#
PH5023 Monte Carlo Radiation Transport Techniques

## Kenny Wood (kw25)

## Overview

This module introduces the theory and practice behind Monte Carlo radiation
transport codes for use in physics, astrophysics, atmospheric physics, neutron
transport for criticality calculations, and
medical physics. Core topics that will be covered include:
recap of basic radiation transfer;
techniques for sampling from probability distribution functions; an
isotropic scattering code; computing the radiation field, pressure,
temperature, and ionisation structure; programming skills required to write
Monte Carlo codes; code speed-up techniques and parallel computing;
three-dimensional codes.
The module will comprise lectures and at least two taught lab sessions. The
lecture notes will be provided on-line below both in PDF format and
read-only pptx files with audio. The lab sessions will
introduce the basic Fortran programming skills required for the module. By
the end of the lab
sessions each student will have written their own Monte Carlo
codes to sample from probability distribution functions and also a code that
simulates isotropic scattering of radiation from a point source at the
centre of a unifom density sphere. Another lab session will follow on from
lectures that describe a publicly available three dimensional scattering code.
During this lab session,
students will be led through the 3D code's subroutines and how to adapt them
for their own three dimensional radiation transport simulations.

**Prerequsites:** PH2012: Physics 2B, plus at least 1 of the following:
AS3013: Computational Astrophysics, PH3080: Computational Physics,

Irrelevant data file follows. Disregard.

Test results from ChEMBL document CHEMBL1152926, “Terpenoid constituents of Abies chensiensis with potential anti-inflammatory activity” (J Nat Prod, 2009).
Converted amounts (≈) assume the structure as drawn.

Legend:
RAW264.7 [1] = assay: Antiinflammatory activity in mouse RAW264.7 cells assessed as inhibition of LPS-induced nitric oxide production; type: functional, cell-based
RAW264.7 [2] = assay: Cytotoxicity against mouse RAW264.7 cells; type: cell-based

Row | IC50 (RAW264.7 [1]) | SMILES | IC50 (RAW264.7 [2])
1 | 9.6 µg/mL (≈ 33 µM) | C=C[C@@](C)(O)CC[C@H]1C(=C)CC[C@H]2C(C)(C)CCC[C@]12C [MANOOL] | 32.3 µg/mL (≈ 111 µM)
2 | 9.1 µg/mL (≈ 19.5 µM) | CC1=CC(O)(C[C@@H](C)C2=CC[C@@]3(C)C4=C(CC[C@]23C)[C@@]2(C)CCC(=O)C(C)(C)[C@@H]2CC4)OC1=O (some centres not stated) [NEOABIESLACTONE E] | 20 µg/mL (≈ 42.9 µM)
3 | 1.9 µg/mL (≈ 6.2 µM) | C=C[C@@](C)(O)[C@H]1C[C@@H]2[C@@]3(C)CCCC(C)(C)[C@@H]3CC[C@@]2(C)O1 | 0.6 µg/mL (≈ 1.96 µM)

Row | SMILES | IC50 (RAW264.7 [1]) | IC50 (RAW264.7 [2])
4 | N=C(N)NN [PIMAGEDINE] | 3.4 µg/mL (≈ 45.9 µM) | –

PH3081: Mathematics for Physicists, PH3082: Mathematics for Chemistry/Physics

## Texbooks

A Monte Carlo Primer by Dupree & Fraley. This book focuses on neutron
transport but the techniques are the same for photon transport and it
has lots of programming examples. Several copies of this have been
bought for the Physics & Astronomy library.
Steve Jacques (who gave three guest lectures in 2014)
has supplied this review chapter on Monte Carlo simulations
of photon transport in biological tissue:
PDF

## Lectures

PDFs of the lecture slides are available with two slides per page. The Power Point
files containing audio on each slide are available as read-only pptx files.

## Monte Carlo Radiation Transport on a 3D Cartesian Grid

I have set up a 3D grid code to compute the average number of scatterings
of photons emitted from the centre of a uniform density sphere. The
emission and scattering are both assumed to be isotropic. The code algorithms
and subroutines are described in the lecture "MCRT on a 3D Cartesian Grid."
You can download a tar file of the code
here. To unpack the tarball, type "tar - xvf grid.tar"
and this will give you eight fortran files, two txt files, an input.params
file, a README, and a Makefile. To get started
type "make" and this will produce an executable file called "mcgrid." When
you run this the code will generate some output to the screen. The code is
set up for a simulation where the optical depth across the sphere's diameter
is 20 (radial optical depth of 10). The average number of scatterings for
this optical depth and input parameters given is 57.35.
The code writes out a file "density.dat" which is an unformatted fortran
file comprising the 3D density grid. You may use this short fortran code,
read_write.f to read in the density grid and
write out a 2D slice through the grid. You can then import the output 2D
slice into a plotting program (gnuplot, IDL, Mathematica, etc) to display
the slice as a 2D image.

## Resources

Here are some links to texts and other Monte Carlo lectures and courses that
I've found on random walks around the internet...
**Texts, Notes, and Review Chapters:**

The classic text by Cashwell and Everett (1957): A Practical Manual on the
Monte Carlo Method for Random Walk Problems
PDF

Monte Carlo Techniques of Electron and Photon Transport for Radiation
Dosimetry by Rogers and Bielajew PDF

**Historical development of Monte Carlo Radiation Transfer**

The following files are from the Los Alamos archive and give a very
enjoyable overview of the development of MCRT.

Letter from John von Neumann to Bob
Richtmyer, 1947

The Beginning of the Monte Carlo Method
by Nick Metropolis

Stan Ulam, John von Neumann, and the Monte
Carlo Method, by Roger Eckhardt

Metroplois, Monte Carlo, and the MANIAC, by
H.L. Anderson

**Lecture Courses and Summer Schools**

St Andrews Monte Carlo Summer School